I did not expect to take almost a full day to fill out an Excel spreadsheet with my estimates for all these items. Looking through diaper options alone gave me a massive headache.

I decided to budget higher costs for what was outside my control. That meant, for example, budgeting for a Caesarean delivery in case there are complications. 

I also budgeted for a polytechnic education, which has higher fees compared to junior colleges or the Institute of Technical Education. For insurance needs, I set aside a recurring S$200 a month. 

I allocated another S$200 a month from the time the baby is born, to be put into a university fund, which at a modest return of 4 per cent interest rate a year would net about S$90,000 by the time the child is 23 — just about enough for a full course at a university here after accounting for inflation.

Adjustments had to be made along the way. After speaking to some parents, for instance, I learnt to budget for two to three tins of milk a month — not because babies drink that much, but that they’ll probably waste up to half that amount.

At the end of the exercise, I learnt that my hypothetical child would cost me S$350,000 to raise to adulthood. 

This still seemed like a daunting amount, especially considering that I chose the cheapest options where I could  — a public hospital delivery, no tuition or enrichment classes and Singapore university fees.

TODAY journalist Daryl Choo has done the sums for when he and his girlfriend may have children in future. Photo: Ooi Boon Keong/TODAY

To allay my concerns, Mr Kwan reminded me that these costs do not all have to be paid upfront the moment the baby is born.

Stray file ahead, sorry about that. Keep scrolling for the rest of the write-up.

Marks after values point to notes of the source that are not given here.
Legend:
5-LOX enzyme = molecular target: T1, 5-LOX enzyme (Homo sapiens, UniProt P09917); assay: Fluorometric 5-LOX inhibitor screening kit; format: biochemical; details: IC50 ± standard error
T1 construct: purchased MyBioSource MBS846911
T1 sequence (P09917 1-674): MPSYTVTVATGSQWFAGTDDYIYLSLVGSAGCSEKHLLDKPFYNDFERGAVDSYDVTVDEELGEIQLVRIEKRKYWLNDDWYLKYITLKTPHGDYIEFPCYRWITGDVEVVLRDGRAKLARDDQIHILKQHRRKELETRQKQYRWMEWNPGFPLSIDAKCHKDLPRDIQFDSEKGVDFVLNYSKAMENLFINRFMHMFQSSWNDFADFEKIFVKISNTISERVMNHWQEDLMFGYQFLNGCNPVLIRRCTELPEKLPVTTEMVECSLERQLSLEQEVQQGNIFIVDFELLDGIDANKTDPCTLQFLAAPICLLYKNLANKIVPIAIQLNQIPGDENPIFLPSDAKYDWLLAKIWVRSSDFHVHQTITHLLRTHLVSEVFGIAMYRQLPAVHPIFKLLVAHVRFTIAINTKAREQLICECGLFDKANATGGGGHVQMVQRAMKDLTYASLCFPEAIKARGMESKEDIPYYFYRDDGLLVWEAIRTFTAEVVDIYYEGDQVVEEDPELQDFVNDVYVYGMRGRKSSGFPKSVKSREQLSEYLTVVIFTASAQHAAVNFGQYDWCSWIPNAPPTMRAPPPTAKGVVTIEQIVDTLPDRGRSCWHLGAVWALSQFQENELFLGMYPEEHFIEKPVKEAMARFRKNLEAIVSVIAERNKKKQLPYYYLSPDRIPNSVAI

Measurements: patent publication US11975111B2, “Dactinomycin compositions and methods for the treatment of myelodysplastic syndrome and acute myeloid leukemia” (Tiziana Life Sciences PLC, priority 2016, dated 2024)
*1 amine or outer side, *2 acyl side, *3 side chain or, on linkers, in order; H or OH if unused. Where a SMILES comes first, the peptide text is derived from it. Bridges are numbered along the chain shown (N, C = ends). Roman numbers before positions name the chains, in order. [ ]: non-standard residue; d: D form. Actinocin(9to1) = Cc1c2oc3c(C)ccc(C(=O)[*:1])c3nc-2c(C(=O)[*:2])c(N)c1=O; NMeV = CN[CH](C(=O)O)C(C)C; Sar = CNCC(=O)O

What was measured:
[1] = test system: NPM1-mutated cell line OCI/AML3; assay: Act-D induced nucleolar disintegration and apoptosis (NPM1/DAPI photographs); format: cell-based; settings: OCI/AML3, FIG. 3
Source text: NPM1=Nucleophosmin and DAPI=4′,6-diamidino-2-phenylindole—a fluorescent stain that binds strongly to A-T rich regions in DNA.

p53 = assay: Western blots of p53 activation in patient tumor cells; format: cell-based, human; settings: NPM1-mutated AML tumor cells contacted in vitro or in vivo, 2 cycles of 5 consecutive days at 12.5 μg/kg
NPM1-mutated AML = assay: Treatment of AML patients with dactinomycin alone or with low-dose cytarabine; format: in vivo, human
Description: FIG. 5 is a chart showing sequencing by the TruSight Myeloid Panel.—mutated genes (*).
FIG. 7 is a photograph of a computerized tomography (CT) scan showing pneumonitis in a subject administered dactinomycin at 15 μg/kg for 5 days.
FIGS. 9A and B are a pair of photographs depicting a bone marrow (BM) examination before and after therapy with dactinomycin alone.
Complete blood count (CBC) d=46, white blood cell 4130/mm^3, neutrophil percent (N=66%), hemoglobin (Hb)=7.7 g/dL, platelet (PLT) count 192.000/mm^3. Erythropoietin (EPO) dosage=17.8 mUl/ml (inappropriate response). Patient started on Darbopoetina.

“A lot of people also forget that their income will, more likely than not, rise over the years,” he said.

Based on my estimates, he calculated that my future wife and I would need to set aside about S$300 a month each during the earlier stages of our child’s life and up to about S$800 a month when the child is in the schooling years.

So even if I wanted to have a child right now, it would be financially feasible, provided my partner and I are both working and we continue to draw a regular salary as our child grows.

Mr Kwan, a 29-year-old newlywed, recently went through the same budgeting exercise after he and his wife decided they wanted to be parents.

He added that there are always opportunities to cut costs along the way. Many young parents in the newer public housing estates with BTO flats, for example, have been coordinating bulk orders for baby food through their block’s WhatsApp chat group. 

“So long as you plan properly and live within your means, having a child is very possible,” he said. 

PARENTING IS NOT ALL ABOUT MONEY

Dr Tan Poh Lin, who specialises in research on families and population at the Lee Kuan Yew School of Public Policy, said that my views towards having children are not uncommon in Singapore.